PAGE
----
(RxWiki News) It's not easy to understand what causes most health problems. The path to fighting a disease may be where it is least expected. This may be the case with treating nerve damage caused by diabetes.
Researchers found that repairing blood vessels and Schwann cells (cells that support nerves) may speed up the process of regrowing nerves in diabetic patients with nerve damage.
"Ask your Internist about fixing diabetic nerve damage."
Around 20 percent of patients with diabetes are faced with neuropathy - a painful tingling, burning, or numbness in the hands and feet. Neuropathy is a sign of nerve damage that can sometimes lead to infections and amputations.
Past studies have shown that the part of nerve cells called axons take longer to regrow in people with diabetes. So the question now is: why do axons regrow slowly in people with diabetes?
Michael Polydefkis, M.D., M.H.S., associate professor of neurology at the Johns Hopkins University School of Medicine, and Gigi Ebenezer, M.B.B.S., M.D., assistant professor of neurology at Johns Hopkins, and colleagues set out to answer to this question.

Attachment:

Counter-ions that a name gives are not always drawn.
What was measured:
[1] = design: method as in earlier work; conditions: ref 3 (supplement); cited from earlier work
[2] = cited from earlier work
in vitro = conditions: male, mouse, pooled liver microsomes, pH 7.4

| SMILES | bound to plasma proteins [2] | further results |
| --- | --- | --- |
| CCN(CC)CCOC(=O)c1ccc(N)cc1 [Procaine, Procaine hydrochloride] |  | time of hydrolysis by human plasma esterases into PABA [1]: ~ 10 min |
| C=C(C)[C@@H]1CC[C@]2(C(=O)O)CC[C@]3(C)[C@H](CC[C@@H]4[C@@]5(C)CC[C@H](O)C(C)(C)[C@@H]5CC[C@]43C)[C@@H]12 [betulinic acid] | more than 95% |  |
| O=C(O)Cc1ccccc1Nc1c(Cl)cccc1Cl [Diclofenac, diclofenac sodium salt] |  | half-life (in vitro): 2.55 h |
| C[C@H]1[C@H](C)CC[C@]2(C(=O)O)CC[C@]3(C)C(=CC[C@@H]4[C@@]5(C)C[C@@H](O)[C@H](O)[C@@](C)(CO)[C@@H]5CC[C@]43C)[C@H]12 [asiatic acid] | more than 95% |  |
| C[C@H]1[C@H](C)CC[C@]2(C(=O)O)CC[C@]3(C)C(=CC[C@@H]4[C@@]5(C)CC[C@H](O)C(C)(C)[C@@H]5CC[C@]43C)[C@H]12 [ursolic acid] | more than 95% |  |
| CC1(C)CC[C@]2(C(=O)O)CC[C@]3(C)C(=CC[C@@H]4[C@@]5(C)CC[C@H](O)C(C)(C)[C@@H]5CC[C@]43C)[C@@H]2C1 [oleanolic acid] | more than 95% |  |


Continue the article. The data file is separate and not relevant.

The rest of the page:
They found that blood vessels and Schwann cells regrew into healing skin before axons were able to do so. It appeared as though the axons needed the blood vessels as a sort of scaffold or support structure.
According to Polydefkis, these findings suggest that diabetes affects more than the healing process of nerves. The disease is also affecting blood vessel growth and the spread of Schwann cells.
He adds that these results may also explain why diabetes is linked to blood vessel-related problems like heart attack and stroke. That is, diabetes may be causing more than slow regrowth of nerves. The disease may also be slowing down the regrowth of damaged blood vessels.
For their study, Polydefkis and colleagues took small chunks of skin from the thighs of 10 people with diabetic neuropathy and 10 healthy individuals. A few months later, the researchers took another chunk from the same spot to see how the nerves, blood vessels, and Schwann cells were growing back.
They found that blood vessels were the first to grow back into the healing skin. After that, the Schwann cells and axons grew in. However, the regrowth process was much slower in those with diabetic neuropathy than in the healthy patients.
While this study was small, Polydefkis says the findings may offer a new target for treating neuropathy and vascular problems. Researchers may have more success treating diabetic nerve damage if they focus on blood vessels and Schwann cells, instead of focusing only on the damaged nerves themselves. Doing so may speed up the repair process of nerves while also fighting vascular problems at the same time.